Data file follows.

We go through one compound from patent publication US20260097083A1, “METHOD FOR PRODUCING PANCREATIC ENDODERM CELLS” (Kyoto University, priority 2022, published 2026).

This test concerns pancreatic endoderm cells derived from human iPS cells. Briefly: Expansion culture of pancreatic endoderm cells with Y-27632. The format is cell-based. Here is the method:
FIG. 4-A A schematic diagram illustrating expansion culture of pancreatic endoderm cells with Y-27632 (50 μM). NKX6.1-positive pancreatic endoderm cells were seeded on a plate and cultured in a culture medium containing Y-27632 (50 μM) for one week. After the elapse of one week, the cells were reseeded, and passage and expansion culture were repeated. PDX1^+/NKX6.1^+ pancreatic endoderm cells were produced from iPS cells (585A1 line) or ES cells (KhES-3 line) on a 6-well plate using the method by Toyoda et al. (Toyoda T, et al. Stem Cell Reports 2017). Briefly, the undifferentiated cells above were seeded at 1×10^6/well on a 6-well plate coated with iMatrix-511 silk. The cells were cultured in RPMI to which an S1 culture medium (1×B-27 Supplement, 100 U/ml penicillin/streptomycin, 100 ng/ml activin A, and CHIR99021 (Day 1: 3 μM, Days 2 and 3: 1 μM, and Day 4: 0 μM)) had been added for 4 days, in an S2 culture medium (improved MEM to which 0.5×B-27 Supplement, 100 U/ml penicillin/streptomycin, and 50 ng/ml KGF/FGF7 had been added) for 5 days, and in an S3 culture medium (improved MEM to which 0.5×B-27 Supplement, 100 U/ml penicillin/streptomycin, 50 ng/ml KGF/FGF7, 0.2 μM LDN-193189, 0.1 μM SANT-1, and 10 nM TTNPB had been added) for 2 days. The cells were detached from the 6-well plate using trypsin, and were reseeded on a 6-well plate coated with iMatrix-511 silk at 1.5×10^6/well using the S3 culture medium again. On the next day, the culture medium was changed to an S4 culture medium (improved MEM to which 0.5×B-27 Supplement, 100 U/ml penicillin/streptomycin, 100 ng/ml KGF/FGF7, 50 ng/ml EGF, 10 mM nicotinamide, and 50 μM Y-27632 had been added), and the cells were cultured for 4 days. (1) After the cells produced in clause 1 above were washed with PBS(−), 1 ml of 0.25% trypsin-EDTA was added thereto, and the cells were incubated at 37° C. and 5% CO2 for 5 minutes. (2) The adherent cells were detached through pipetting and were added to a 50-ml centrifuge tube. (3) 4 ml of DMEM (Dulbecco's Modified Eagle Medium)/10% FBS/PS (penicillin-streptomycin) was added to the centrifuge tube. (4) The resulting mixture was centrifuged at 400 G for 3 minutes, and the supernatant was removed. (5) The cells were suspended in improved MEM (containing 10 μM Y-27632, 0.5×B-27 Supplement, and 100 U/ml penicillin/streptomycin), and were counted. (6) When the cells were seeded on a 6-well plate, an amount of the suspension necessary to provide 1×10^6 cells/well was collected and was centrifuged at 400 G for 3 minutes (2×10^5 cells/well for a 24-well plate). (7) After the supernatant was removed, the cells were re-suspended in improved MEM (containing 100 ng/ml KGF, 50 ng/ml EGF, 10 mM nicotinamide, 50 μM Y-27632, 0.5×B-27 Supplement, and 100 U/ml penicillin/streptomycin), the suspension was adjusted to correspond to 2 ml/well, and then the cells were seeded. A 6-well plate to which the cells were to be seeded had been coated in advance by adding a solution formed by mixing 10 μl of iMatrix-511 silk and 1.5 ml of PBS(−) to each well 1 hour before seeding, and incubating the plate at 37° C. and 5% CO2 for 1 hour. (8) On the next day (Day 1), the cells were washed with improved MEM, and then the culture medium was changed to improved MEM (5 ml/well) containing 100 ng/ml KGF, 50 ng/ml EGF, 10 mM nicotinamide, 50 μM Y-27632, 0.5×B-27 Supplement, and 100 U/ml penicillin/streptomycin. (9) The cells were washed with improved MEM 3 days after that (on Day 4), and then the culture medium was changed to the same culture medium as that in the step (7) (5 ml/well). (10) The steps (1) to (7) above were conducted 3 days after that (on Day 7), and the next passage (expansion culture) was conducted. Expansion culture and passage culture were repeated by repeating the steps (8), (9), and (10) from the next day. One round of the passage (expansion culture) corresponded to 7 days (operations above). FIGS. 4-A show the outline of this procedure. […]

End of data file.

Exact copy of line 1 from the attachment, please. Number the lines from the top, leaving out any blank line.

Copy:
We go through one compound from patent publication US20260097083A1, “METHOD FOR PRODUCING PANCREATIC ENDODERM CELLS” (Kyoto University, priority 2022, published 2026).